Some 168 years ago, John Babsone Lane Soule was quoted as saying “Go west young man, go west,” inspiring generations from the East coast to migrate west and test the Pacific waters for a better life. But today, the migration has shifted and California businesses and residents are beginning to pay a heavy price. But for Arizonans, the silver lining keeps shining brighter. We are one of four states who are primary recipients of the Golden State’s loss. To better understand why California transplants affect commercial property vacancy and value within our borders, let’s begin with an overview of what led to today’s real estate circumstances.
The Shrinking Middle Class Can Breathe in Arizona
Between the tax rates and rising costs of housing in California, many people are not only rethinking their quality of life there but realizing that the sought after California lifestyle is long gone. While residents of the state to our west battle whether Northern is better than Southern in terms of overall living, for those of us outside their borders don’t see the benefits in either half of the state.
California has the highest income taxes in the country; yes, they exceed New York and New Jersey. In addition, with the changes in the U.S. tax codes, homeowners in high property tax states are not able to write off their exorbitant taxes, increasing their tax liability. Some would argue that for the people who can afford to live in California and purchase those high-dollar homes, they can certainly pay more of their fair share in taxes. But it isn’t that simple.
Business Can’t Survive Without a Local Workforce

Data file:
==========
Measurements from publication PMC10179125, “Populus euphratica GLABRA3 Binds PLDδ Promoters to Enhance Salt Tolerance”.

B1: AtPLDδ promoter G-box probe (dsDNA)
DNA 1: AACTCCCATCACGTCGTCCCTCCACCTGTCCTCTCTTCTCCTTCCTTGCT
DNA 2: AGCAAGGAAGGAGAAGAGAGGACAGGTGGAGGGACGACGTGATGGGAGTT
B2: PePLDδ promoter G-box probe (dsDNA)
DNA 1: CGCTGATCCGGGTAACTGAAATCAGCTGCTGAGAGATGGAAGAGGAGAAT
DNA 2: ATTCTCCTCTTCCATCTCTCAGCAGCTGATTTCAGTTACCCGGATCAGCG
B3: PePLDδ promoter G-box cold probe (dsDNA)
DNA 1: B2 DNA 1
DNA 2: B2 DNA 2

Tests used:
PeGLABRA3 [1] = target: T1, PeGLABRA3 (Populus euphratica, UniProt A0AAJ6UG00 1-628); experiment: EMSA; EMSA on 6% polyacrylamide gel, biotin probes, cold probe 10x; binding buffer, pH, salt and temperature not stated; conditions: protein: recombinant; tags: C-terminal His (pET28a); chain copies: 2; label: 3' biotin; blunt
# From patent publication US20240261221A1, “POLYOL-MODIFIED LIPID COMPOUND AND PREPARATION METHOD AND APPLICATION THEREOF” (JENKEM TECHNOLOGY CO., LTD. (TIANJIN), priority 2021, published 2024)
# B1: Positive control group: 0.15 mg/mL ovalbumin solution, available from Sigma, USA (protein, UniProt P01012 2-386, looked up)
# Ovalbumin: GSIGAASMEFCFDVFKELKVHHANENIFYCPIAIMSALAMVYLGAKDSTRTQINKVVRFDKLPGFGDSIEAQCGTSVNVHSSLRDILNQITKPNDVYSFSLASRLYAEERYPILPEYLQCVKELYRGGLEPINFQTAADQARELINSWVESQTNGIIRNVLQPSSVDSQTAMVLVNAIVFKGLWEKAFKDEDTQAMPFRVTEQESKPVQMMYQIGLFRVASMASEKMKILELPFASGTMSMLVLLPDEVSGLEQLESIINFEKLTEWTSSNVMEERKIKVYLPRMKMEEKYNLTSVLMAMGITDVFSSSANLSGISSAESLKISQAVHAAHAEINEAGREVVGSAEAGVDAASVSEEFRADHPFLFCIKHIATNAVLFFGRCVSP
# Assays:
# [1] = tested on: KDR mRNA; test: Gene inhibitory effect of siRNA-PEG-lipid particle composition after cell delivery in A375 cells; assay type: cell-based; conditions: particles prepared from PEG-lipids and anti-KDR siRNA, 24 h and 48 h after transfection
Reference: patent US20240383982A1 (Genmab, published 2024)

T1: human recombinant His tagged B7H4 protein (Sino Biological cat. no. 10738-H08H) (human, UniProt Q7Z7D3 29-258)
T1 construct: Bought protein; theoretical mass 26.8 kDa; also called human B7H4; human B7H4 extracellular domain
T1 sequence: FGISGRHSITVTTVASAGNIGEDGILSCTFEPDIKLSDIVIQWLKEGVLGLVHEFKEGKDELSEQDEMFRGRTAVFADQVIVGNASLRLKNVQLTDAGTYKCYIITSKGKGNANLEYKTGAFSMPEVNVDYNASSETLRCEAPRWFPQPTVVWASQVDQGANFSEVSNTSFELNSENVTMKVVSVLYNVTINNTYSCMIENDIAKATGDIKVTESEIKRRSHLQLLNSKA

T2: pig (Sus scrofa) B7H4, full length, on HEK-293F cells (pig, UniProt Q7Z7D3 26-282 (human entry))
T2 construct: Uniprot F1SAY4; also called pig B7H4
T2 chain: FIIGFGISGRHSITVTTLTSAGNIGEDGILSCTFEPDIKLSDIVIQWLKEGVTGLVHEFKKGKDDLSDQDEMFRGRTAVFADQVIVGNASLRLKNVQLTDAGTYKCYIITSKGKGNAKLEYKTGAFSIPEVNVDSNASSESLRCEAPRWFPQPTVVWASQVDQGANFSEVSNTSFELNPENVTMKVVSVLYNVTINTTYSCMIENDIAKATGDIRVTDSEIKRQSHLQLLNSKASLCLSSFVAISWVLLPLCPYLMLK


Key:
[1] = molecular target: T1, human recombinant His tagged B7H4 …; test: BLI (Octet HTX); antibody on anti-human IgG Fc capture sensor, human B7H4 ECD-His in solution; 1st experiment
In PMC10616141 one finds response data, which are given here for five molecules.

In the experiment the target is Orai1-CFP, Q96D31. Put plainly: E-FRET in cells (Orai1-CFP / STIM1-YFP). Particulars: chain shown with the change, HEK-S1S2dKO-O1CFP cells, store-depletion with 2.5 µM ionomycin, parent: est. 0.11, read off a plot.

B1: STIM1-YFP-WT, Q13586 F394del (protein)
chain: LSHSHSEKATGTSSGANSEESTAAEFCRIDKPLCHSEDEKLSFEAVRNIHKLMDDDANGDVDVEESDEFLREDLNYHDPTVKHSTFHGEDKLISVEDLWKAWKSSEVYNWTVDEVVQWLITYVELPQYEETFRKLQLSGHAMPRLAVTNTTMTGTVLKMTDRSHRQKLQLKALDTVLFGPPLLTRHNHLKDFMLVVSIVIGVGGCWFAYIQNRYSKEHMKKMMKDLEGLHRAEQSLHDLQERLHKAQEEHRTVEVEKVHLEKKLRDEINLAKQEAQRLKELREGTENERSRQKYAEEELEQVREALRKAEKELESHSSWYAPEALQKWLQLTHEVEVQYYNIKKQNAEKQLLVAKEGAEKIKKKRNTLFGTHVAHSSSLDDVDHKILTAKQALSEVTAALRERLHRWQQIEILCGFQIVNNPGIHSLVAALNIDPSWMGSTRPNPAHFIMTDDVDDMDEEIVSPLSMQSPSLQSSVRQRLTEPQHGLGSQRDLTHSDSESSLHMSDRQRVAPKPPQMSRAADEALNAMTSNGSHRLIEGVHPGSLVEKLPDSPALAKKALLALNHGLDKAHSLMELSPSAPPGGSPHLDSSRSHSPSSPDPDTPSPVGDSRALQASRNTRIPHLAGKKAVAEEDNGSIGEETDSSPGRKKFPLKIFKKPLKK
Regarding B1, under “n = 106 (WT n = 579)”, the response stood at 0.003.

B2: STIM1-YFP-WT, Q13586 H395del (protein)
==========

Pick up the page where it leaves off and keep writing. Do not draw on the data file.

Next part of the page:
Capitalism is great. Just ask any business owner who’s made it. Chances are, there are middle- and lower-income individuals churning the wheels of progress for them. One of the reasons behind the growing migration of California residents to Arizona, Nevada, Texas and Tennessee is the irrational ratios of income and cost of living. Most people cannot afford to stay there as personal debt rises without any relief in sight.
Finding a case in point isn’t difficult. Go to an income query site and search for a salaried position in California, perhaps San Francisco or Los Angeles. Jot the salary down. Now, do the search again and change the location for any metro Phoenix area city, or check out Las Vegas or Nashville. You’ll notice that the salary rates aren’t that different from what California employers are offering. In addition, California state income taxes are near double of what they are in Arizona, so workers’ take home pay is much less, comparatively speaking.
Add the salary component to the disparaging housing costs and California migration is a no-brainer. In fact, the median price for a home in California compared to Arizona is 60 percent higher. More than the cost to purchase a property, and the associated property taxes, increasing interest rates take a toll on affordability factors.
But if middle-income earners are effectively priced out of the housing market, then how can businesses meet their workforce demand? They can’t.